Marisa Ishimatsu, a skilled photographer, set out on a trip to Namibia to photograph the evasive snakes indigenous to the sub-Saharan African nation of Namibia. Her adventure began with the intention of capturing the elusive snakes. Most of the soft sand found in the Namibian desert is ideal for these snakes, known as Peringuey’s adders, and they have skillfully adapted to blend into their surroundings.
Marisa was able to take stunning pictures of the snakes while they were perfectly disguised in the sand, demonstrating how well they could conceal in plain sight. The Peringuey’s adder is a master of sidewinding across the dune slopes and burying itself in soft sand at the base of bushes to ambush lizards and protect itself from predators.
These snakes’ extraordinary physical adaptations are a large part of what makes them such interesting animals. Their nostrils are reinforced and located at the tip of their noses, while their eyes are positioned at the very summit of their heads. Because of this, they can continue to breathe and see even when their entire bodies are covered in sand, which gives them an unrivaled advantage over other living things in the harsh desert environment.
In general, Marisa’s mesmerizing photographs of the Peringuey’s adder illustrate the splendor and intricacy found in the natural world. It reflects that even the tiniest creatures can hold incredible secrets and behold incredible beauty and that we must continue to admire and protect them.
Marisa Ishimatsu was part of a group of wildlife enthusiasts from the United States and Europe who were on a mission to find all six species of dwarf adders that can only be found in Namibia. This was an excellent opportunity for Ishimatsu, who spends most of her vacations searching for snakes and other forms of wildlife all over the globe, to investigate the one-of-a-kind reptile life that can be found in the country of Africa. Dayne Braine, a specialist from The Naturalist Collection, was brought in to help the group locate the elusive snakes, and they were successful due to his assistance. The group successfully completed their assignment, thanks largely to Braine’s assistance in locating all six species of vipers. Ishimatsu is proud of the photographs that she has taken, but she believes that there is still a great deal more to photograph in Namibia.
During her journey to Namibia, Marisa Ishimatsu brought her Nikon D850 camera. She used it to capture some breathtaking photographs, not only of the Peringuey’s adder but also of other species of vipers. She was awestruck by the country’s breathtaking landscapes and rich biodiversity. She took photographs of anything and everything she could find, including plants, invertebrates, charismatic megafauna, and snakes. Ishimatsu captured some incredible pictures of the wildlife in Namibia during his travels, making this experience one that he will never forget.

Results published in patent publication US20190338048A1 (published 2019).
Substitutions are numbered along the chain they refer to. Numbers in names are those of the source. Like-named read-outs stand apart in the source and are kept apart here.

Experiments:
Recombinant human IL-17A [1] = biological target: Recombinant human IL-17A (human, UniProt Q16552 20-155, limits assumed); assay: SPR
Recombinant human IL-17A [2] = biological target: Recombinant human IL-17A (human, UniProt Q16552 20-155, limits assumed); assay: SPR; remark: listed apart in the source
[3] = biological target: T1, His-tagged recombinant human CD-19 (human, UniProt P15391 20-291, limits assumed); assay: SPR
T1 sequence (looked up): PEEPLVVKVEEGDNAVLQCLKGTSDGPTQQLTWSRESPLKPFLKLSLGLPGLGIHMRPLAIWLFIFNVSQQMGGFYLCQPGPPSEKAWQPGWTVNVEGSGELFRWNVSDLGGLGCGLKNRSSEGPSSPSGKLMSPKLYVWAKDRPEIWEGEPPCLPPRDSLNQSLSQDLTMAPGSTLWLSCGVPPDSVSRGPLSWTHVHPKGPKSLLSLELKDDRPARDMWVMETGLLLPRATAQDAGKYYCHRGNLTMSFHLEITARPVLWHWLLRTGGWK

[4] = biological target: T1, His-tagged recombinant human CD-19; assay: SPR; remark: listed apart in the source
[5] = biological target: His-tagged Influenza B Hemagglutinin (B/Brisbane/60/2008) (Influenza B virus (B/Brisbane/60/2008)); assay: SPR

Snake Photographers’ Duty
During the Sweetwater Rattlesnake Roundup, which took place over the past weekend, tens of thousands of snakes were targeted by hunters and put to death. Marisa Ishimatsu, a photographer, aims to alter the negative impression of people towards these animals. She thinks snakes perform an essential part in the balance of the ecosystem and that their beauty and significance ought to be highlighted in photographs more frequently.
Ishimatsu strongly emphasizes that it is her responsibility as a snake photographer to encourage an attitude of curiosity and respect towards these creatures rather than dread. She also mentions that her social media accounts, which are full of captivating pictures of birds, flowers, and mammals, do not contain any pictures of snakes. She hopes that people will appreciate the part these animals play in the ecosystem as well as the beauty that these animals possess.
You can find Ishimatsu’s breathtaking photographs of snakes and other wildlife on her Flickr and Instagram pages, and her Etsy store sells prints of her work. Her snake photographs are particularly breathtaking. The Naturalist Collection offers tours for people interested in experiencing Namibia’s environment and wildlife. These tours can be found on their website. People who want to help snakes can consult the website Save the Snakes.